- In today’s Report:
- Music for Elfports
- Best Christmas Carol Maker Ever.
- “Design Company of the Year”
- Creativity honors Pentagram for a year of great design.
- Kinja Fix it, Already?
- Another day, another fake zeldman.
Zefrank’s free Carol Maker combines the fun of player-piano-style music composition and performance with the delights of controlling pixelicious animated musical elves and the joy of sending e-cards to your friends.
The December 2004 issue of Creativity Magazine honors Pentagram for a year of spectacular work including:
- Cornerstone of the Freedom Tower at the former site of the World Trade Center – designed by New York partner Michael Gericke, working with architects Skidmore, Owings & Merrill, and set in Hoefler & Frere-Jones’s Gotham, the sans-serif typeface to watch in the coming year.
- Identity for Ted, the new low-fare division of United Airlines, whose name and identity were developed by New York’s Michael Bierut and London’s Daniel Weil.
- Identity for Noguchi Museum, designed by New York partner Abbott Miller.
- Cover and interior of Jon Stewart and The Daily Show’s America: (The Book), designed by New York partner/designer Paula Scher (who also created the Boston album cover in 1976).
...And many more. Some year! Congratulations!
Many of you have heard of Kinja, “the weblog guide.” Here’s how it’s supposed to work: Jane signs up for a free Kinja account. Jane visits her favorite weblogs. Jane’s “digest” on kinja.com tracks which sites she’s visited and which articles she’s read so her friends can read the same stuff.
For instance, presently user Megnut would appear to be reading Scripting News, Metafilter, Boing Boing, and Gawker. I use the phrase “appear to be reading” because it’s possible that Kinja’s Megnut isn’t really Megnut.
See, there’s a “zeldman” at kinja.com who appears to be reading Evhead, Megnut, Kottke, and Anil Dash. I admire this zeldman’s boldly unique taste in weblogs – his adventuresome desire to seek out the little-known blog worthy of greater exposure. I’d like to meet this zeldman, but I don’t believe he exists.
As far as I can tell, this “zeldman” is a fake user created by Kinja’s development team during alpha testing. As many of you know, it’s common, when building user-driven web products, to “seed” them with imaginary users. It’s also customary to remove the fake users before taking the product live. And it’s probably a good idea to give your fake users fake names, not real people’s names. That way, if you forget to remove the fake users when the product goes live, you aren’t inadvertently messing with a real person’s reputation.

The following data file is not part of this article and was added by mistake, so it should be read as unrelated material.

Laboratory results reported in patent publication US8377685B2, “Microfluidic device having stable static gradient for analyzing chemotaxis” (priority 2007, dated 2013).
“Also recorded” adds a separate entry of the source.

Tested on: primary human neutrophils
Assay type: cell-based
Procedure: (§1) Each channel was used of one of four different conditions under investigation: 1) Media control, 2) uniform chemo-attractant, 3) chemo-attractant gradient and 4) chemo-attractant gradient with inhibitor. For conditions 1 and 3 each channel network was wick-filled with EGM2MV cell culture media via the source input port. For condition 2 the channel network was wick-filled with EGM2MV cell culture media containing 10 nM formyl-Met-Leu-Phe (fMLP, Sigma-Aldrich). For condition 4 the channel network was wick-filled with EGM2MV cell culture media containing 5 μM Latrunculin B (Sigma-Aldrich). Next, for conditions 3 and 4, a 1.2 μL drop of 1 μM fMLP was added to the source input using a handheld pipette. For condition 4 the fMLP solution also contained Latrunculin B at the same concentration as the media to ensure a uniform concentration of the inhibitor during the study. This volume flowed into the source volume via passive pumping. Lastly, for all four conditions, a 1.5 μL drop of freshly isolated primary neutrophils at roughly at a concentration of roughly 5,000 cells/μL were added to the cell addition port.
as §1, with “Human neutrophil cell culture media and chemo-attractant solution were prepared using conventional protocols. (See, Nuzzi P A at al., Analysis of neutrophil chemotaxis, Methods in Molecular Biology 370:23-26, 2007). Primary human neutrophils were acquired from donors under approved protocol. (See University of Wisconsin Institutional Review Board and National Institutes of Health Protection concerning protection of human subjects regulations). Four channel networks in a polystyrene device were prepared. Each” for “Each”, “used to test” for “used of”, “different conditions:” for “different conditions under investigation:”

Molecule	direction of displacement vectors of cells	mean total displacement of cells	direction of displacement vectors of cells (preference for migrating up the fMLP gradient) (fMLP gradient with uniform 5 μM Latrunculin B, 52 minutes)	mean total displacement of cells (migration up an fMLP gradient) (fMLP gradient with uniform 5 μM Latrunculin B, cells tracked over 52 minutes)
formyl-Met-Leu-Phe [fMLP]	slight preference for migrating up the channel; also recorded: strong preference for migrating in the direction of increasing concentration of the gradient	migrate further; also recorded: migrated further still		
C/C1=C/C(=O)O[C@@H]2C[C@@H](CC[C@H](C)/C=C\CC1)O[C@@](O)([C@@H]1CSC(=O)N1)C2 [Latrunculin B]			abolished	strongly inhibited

The folks behind Kinja have had this fake zeldman up so long, it’s one of the highest-ranking zeldman hits at Google, which is how I stumbled onto it about a month ago. Potential clients of mine are also using Google to do research about me, and many of them will click through to the fake zeldman Kinja page and scratch their heads.
Kinja’s fake zeldman page doesn’t actively harm my reputation: the fake zeldman isn’t reading naked-bikers dot com or anarchist-bomb-throwers dot net. On the other hand, it doesn’t exactly help, either. And when your name is your brand, you’re supposed to protect it.
So I used Kinja’s Contact page to request that the company delete the fake zeldman account. But I might as well have written to my ass.
To be fair, I’m sure Kinja gets a lot of mail. Lord knows this website’s email in-box overflows with lovely letters I don’t have time to respond to. Same with A List Apart Magazine. There are more nice people sending email messages to zeldman.com and A List Apart than there are hours in the day to read and respond to them all. Semi-popular site minus budget for staff equals unanswered email. It’s a sad but common fact of web life. I’m as guilty as anyone of putting up a contact page and then lacking resources to respond to every attempt at contact.
Still, when you’re running a user-driven service like Kinja, the difference between success and failure can hinge on whether or not you respond to user feedback. I hope Kinja finds funding, and, when they do, I hope they spend at least some of it hiring staff to respond to their users. Now let the fake zeldman death watch begin.
Previously in The Daily Report...
- It takes a train to laugh
- En route to Boston, digging the beans out of Eric Meyer ’s Simple Standards-based Slide Show System.
- ALA 189
- Invasion of the Body Switchers
- Suck it up
- A personal note from the author
- Spam wars, nothing but spam wars
- What to give the aunt or uncle who has everything else
- Crawling from the Wreckage
- Back after a 16-day descent into hell. And not just back, but back with stuff. Zeldman video and interview. Non-Flash slides via Couloir and Clagnut. Goto Guides for good little web girls and boys.
- That new parent smell
- Photo Phunnies.
- I confess
- On the birth of our daughter.
- You light up my iLife
- We review Jim Heid’s The Macintosh iLife ’04.